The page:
Andrew Wyeth, Looking Out, Looking In

I spent hours at the National Gallery’s show of Andrew Wyeth’s paintings of windows, “Looking Out, Looking In”. Entering these four rooms of paintings felt like coming home. The rooms are grouped by place: the Olson House, the Kuerner Farm, Wyeth’s Brandywine Studio, and a final room called Variations.

But it was the paintings themselves that so appealed to me. Spare and austere, with little color, they all include windows but no people. As Nancy K. Anderson describes in her catalogue essay, “Wind from the Sea: Painting Truth beneath the Facts”, Wyeth went through a winnowing process, deleting elements from the scene in order to better convey its essence. Preliminary studies in the show illustrate this process. For example, in the centerpiece painting, Wind from the Sea, he cut out half of his original study, concentrating on just the window frame.

Wyeth’s goal, as Anderson says, was “to enrich his composition with layers of metaphor and personal symbolism.” Wyeth called Wind from the Sea a portrait of Christina Olson. Famously seen in Christina’s World, here we don’t see the person herself, but we do see the sturdy window frame, the worn shade, and the floating lace curtains embroidered with birds and somewhat tattered.

Wyeth said that he thought intensely about the subject of each painting, letting it “‘go through my imagination until it became a symbol to me.'” The challenge then becomes conveying the personal symbol’s meaning and this heightened emotion to others.

Aside from intensifying the emotion, his method of subtracting elements from the paintings also allows their abstract construction to show through. I had not thought of him as an abstract painter before, but these paintings brought it home to me. The other essay in the catalogue, “Through a Glass: Windows in the Art of Wyeth, Sheeler, and Hopper” by Charles Brock puts Wyeth’s experiments on the border of abstraction and figuration into context.

In all my thinking over the last fourteen years about thresholds and liminal spaces, I’ve always thought in terms of doors, never until now about windows. Yet, as Brock says, for these artists, “the window serves not so much as a mechanism for rationally organizing space but as a threshold between self and other, body and mind, being and not being, and in the most profound sense between life and death.”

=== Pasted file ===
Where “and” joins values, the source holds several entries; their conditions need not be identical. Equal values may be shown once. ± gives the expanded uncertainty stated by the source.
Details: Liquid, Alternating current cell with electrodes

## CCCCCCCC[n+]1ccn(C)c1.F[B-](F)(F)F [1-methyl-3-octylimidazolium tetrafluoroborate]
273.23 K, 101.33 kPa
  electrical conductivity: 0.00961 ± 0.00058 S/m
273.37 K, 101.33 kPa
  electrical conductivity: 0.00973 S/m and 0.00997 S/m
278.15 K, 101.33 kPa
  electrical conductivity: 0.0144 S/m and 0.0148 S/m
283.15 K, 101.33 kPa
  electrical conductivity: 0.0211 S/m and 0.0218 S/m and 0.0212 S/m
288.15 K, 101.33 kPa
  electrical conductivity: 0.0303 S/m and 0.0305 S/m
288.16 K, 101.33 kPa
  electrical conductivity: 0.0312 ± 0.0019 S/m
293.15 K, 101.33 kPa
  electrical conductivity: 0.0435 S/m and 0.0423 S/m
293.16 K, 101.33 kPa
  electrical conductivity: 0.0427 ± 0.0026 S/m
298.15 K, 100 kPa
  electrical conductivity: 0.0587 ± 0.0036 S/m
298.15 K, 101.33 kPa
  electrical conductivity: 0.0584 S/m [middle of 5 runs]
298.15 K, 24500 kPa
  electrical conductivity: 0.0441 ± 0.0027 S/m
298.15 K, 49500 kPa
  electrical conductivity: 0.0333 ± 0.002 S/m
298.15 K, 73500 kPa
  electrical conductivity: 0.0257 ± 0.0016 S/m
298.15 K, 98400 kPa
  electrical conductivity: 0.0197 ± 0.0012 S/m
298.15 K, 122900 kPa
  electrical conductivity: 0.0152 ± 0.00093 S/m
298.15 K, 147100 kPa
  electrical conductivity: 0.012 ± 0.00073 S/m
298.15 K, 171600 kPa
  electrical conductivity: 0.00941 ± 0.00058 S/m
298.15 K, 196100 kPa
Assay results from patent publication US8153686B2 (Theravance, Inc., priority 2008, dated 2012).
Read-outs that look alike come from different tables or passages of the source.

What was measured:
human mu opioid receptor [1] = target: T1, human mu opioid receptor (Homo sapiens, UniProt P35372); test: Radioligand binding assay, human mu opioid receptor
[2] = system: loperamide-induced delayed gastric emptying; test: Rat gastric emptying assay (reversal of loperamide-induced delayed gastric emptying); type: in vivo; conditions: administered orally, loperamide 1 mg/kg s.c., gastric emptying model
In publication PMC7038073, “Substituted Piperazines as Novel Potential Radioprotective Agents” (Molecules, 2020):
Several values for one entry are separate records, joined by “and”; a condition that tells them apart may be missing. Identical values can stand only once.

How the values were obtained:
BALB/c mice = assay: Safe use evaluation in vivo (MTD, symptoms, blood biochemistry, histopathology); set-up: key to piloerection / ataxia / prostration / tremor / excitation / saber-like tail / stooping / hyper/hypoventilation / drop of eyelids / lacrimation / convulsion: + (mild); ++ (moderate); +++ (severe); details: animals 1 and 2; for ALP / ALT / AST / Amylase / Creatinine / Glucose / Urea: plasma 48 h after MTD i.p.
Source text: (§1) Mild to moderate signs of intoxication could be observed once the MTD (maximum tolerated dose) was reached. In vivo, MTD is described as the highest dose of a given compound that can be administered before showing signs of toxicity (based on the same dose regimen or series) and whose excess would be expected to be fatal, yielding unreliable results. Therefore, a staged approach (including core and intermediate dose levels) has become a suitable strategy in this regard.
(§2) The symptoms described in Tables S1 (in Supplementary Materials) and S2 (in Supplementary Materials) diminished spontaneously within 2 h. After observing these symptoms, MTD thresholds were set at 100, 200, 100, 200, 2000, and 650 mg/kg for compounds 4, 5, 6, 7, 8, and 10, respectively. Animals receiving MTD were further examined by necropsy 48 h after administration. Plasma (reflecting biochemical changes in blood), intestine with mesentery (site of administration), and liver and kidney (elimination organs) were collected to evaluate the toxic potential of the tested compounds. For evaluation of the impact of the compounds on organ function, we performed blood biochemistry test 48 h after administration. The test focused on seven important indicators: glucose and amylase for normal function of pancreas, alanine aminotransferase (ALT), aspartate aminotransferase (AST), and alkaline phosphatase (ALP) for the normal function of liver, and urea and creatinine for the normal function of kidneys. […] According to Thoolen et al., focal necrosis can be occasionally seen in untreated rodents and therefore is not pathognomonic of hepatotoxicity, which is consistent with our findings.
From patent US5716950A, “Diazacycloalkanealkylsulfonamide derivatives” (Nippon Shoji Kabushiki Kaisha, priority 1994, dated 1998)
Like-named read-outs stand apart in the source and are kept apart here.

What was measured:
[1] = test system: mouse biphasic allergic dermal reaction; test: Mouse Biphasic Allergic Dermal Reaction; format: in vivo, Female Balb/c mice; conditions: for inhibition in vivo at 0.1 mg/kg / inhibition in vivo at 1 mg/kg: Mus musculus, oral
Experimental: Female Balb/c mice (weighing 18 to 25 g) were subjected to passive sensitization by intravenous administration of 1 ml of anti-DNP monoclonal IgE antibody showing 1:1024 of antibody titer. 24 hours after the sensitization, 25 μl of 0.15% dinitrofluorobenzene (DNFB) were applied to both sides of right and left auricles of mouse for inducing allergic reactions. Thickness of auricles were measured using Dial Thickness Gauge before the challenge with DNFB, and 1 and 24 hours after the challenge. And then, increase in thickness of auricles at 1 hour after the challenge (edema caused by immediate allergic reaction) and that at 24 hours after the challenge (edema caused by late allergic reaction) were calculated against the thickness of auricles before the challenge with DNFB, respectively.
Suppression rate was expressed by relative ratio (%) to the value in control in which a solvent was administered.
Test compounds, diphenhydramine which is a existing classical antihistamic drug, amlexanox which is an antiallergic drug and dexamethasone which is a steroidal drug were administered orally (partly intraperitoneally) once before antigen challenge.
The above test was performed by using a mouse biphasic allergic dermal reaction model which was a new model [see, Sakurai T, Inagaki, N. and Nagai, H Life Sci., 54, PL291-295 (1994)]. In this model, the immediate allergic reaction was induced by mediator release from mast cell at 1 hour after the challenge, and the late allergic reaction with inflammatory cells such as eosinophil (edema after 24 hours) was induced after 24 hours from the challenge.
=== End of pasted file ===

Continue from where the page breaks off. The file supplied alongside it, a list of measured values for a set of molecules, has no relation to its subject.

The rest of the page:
Brock traces the underlying abstraction in Hopper and Sheeler’s work, as well as Wyeth’s. He also grounds their work in the larger history. Wyeth, for example, was born in 1917 and grew up between the two world wars among local veterans of World War I. He was also well aware of his Pennsylvania home’s experience of the Revolutionary and Civil Wars. Brock says, “In ways analogous to the plight of soldiers on a battlefield, the role played by the figure in Wyeth’s art, whether it was included or excluded, present or absent, was fraught with existential implications.”

The variety of the paintings shown is stunning. Sometimes we are inside looking out, sometimes outside. Sometimes the view is elaborate and others it is barely sketched in. I realized that the small landscapes we glimpse through a window or a barn door fascinate me in the same way that I have long been fascinated by the miniature distant landscapes behind a Madonna or outside the window or door of a dark Dutch interior. I love the sense of life going on in the background: sheets being spread on the grass to dry, icicles dripping outside the window. My imagination soars, constructing the life taking place just outside the painting.

Of his own paintings Wyeth said, “‘a lost presence makes the environment timeless to me, keeps an area alive. It pulsates because of that.'” These paintings are indeed timeless and alive. The show runs through November 30.

Do you have a favorite Andrew Wyeth painting?

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